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intro(9) [osx man page]

INTRO(9)						   BSD Kernel Developer's Manual						  INTRO(9)

intro -- introduction to system kernel interfaces DESCRIPTION
This section contains information about the interfaces and subroutines in the kernel. PROTOTYPES ANSI-C AND ALL THAT Yes please. We would like all code to be fully prototyped. If your code compiles cleanly with cc -Wall we would feel happy about it. It is important to understand that this isn't a question of just shutting up cc, it is a question about avoiding the things it complains about. To put it bluntly, don't hide the problem by casting and other obfuscating practices, solve the problem. INDENTATION AND STYLE
Believe it or not, there actually exists a guide for indentation and style. It isn't generally applied though. We would appreciate if people would pay attention to it, and at least not violate it blatantly. We don't mind it too badly if you have your own style, but please make sure we can read it too. Please take time to read style(9) for more information. NAMING THINGS
Some general rules exist: 1. If a function is meant as a debugging aid in DDB, it should be enclosed in #ifdef DDB #endif /* DDB */ And the name of the procedure should start with the prefix DDB_ to clearly identify the procedure as a debugger routine. SCOPE OF SYMBOLS
It is important to carefully consider the scope of symbols in the kernel. The default is to make everything static, unless some reason requires the opposite. There are several reasons for this policy, the main one is that the kernel is one monolithic name-space, and pollution is not a good idea here either. For device drivers and other modules that don't add new internal interfaces to the kernel, the entire source should be in one file if possi- ble. That way all symbols can be made static. If for some reason a module is split over multiple source files, then try to split the module along some major fault-line and consider using the number of global symbols as your guide. The fewer the better. SEE ALSO
style(9) HISTORY
The intro section manual page appeared in FreeBSD 2.2. BSD
December 13, 1995 BSD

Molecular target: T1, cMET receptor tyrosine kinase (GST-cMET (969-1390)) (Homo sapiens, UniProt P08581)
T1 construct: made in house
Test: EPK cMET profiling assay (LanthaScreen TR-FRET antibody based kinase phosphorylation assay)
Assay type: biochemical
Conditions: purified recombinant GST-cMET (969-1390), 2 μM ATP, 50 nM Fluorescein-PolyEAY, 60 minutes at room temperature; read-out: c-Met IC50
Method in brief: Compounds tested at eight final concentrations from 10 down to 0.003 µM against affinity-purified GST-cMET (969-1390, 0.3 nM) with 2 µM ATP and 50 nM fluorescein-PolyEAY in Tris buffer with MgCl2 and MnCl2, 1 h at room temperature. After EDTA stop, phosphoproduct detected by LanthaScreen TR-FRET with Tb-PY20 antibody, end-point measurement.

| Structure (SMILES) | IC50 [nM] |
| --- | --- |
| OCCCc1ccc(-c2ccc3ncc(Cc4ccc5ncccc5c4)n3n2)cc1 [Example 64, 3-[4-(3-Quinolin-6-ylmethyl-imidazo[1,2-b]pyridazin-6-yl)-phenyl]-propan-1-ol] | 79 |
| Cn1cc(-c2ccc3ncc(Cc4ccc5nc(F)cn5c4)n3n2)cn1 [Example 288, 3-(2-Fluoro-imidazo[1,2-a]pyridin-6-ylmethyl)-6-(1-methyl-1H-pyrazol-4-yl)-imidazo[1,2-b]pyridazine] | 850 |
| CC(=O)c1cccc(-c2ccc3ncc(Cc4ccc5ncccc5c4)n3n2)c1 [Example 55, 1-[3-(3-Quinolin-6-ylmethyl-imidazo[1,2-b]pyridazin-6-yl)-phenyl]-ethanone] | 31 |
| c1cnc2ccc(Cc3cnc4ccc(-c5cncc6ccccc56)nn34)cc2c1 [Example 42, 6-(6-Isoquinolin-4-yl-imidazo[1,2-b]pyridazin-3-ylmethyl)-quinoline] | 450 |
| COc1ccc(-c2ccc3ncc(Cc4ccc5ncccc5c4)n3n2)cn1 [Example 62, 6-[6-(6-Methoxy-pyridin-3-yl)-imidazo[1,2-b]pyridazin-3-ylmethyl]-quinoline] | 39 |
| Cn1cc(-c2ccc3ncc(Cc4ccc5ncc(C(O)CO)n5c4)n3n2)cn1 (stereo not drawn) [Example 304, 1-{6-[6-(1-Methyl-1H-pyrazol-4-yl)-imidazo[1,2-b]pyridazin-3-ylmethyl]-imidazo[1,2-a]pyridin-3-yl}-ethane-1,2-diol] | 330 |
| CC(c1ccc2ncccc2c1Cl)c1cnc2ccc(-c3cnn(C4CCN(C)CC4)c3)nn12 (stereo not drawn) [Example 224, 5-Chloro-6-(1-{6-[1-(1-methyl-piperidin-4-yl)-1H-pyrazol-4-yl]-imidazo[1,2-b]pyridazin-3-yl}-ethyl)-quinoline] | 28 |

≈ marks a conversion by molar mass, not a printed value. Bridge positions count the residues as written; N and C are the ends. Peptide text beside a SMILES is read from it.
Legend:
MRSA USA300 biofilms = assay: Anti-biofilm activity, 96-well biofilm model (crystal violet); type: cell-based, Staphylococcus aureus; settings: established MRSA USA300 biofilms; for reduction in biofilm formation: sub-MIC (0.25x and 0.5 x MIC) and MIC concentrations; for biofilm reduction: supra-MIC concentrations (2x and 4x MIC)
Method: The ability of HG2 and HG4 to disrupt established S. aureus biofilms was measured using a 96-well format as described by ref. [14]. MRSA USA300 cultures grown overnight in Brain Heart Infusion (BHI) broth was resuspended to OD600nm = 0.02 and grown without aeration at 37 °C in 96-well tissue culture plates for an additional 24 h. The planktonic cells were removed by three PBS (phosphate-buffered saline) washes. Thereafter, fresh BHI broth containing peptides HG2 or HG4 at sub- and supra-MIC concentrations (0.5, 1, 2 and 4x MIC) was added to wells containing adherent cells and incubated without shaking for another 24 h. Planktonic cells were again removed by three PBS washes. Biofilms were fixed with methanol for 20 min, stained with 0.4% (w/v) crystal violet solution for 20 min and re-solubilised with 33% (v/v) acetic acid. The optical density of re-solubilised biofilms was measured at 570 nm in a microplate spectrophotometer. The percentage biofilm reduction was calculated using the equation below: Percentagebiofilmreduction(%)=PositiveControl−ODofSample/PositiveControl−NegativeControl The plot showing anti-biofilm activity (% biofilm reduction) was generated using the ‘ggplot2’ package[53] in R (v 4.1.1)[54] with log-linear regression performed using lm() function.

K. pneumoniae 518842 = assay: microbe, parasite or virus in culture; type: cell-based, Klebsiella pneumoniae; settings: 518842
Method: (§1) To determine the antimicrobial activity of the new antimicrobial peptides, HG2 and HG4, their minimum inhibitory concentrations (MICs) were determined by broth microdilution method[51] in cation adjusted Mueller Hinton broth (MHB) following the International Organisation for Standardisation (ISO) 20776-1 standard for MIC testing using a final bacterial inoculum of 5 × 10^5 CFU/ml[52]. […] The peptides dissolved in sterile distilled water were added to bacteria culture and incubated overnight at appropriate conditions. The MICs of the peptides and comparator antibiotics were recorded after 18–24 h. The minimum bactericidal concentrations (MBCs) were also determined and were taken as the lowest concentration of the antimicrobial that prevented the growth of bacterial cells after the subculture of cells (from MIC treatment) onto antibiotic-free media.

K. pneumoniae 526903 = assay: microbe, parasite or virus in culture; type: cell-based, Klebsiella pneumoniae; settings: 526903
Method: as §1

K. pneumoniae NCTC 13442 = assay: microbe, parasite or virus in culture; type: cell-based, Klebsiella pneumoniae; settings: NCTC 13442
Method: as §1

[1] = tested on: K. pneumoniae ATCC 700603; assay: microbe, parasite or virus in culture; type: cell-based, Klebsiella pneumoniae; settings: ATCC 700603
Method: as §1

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TEXTDUMP(4)						   BSD Kernel Interfaces Manual 					       TEXTDUMP(4)

textdump -- textdump kernel dumping facility SYNOPSIS
options KDB options DDB DESCRIPTION
The textdump facility allows the capture of kernel debugging information to disk in a human-readable rather than the machine-readable form normally used with kernel memory dumps and minidumps. This representation, while less complete in that it does not capture full kernel state, can provide debugging information in a more compact, portable, and persistent form than a traditional dump. By combining textdump with other ddb(4) facilities, such as scripting and output capture, detailed bug information can be captured in a fully automated manner. FORMAT
textdump data is stored in a dump partition in the same style as a regular memory dump, and will be automatically extracted by savecore(8) if present on boot. textdump files are stored in the tar(5) format, and consist of one or more text files, each storing a particular type of debugging output. The following parts may be present: ddb.txt Captured ddb(4) output, if the capture facility has been used. May be disabled by clearing the debug.ddb.textdump.do_ddb sysctl. config.txt Kernel configuration, if has been compiled into the kernel. May be disabled by clearing the debug.ddb.textdump.do_config sysctl. msgbuf.txt Kernel message buffer, including recent console output if the capture facility has been used. May be disabled by clearing the debug.ddb.textdump.do_msgbuf sysctl. panic.txt Kernel panic string, if the kernel panicked before the dump was generated. May be disabled by clearing the debug.ddb.textdump.do_panic sysctl. version.txt Kernel version string. My be disabled by clearing the debug.ddb.textdump.do_version sysctl. Kernel textdumps may be extracted using tar(1). CONFIGURATION
The textdump facility is enabled as part of the kernel debugger using options KDB and options DDB. By default, kernel dumps generated on panic or via explicit requests for a dump will be regular memory dumps; however, by using the textdump set command in ddb(4), or by setting the debug.ddb.textdump.pending sysctl to 1 using sysctl(8), it is possible to request that the next dump be a textdump. If at the ddb(4) command line, the commands textdump set, textdump status, and textdump unset may be used to set, query, and clear the textdump pending flag. As with regular kernel dumps, a dump partition must be automatically or manually configured using dumpon(8). EXAMPLES
In the following example, the script kdb.enter.panic will run when the kernel debugger is entered as a result of a panic, enable output cap- ture, dump several useful pieces of debugging information, and then invoke panic in order to force a kernel dump to be written out followed by a reboot: script kdb.enter.panic=textdump set; capture on; show allpcpu; bt; ps; alltrace; show alllock; call doadump; reset In the following example, the script kdb.enter.witness will run when the kernel debugger is entered as a result of a witness violation, printing lock-related information for the user: script kdb.enter.witness=show locks These scripts may also be configured using the ddb(8) utility. SEE ALSO
tar(1), ddb(4), tar(5), ddb(8), dumpon(8), savecore(8), sysctl(8) HISTORY
The textdump facility first appeared in FreeBSD 7.1. AUTHORS
The textdump facility was created by Robert N. M. Watson. BSD
December 24, 2008 BSD
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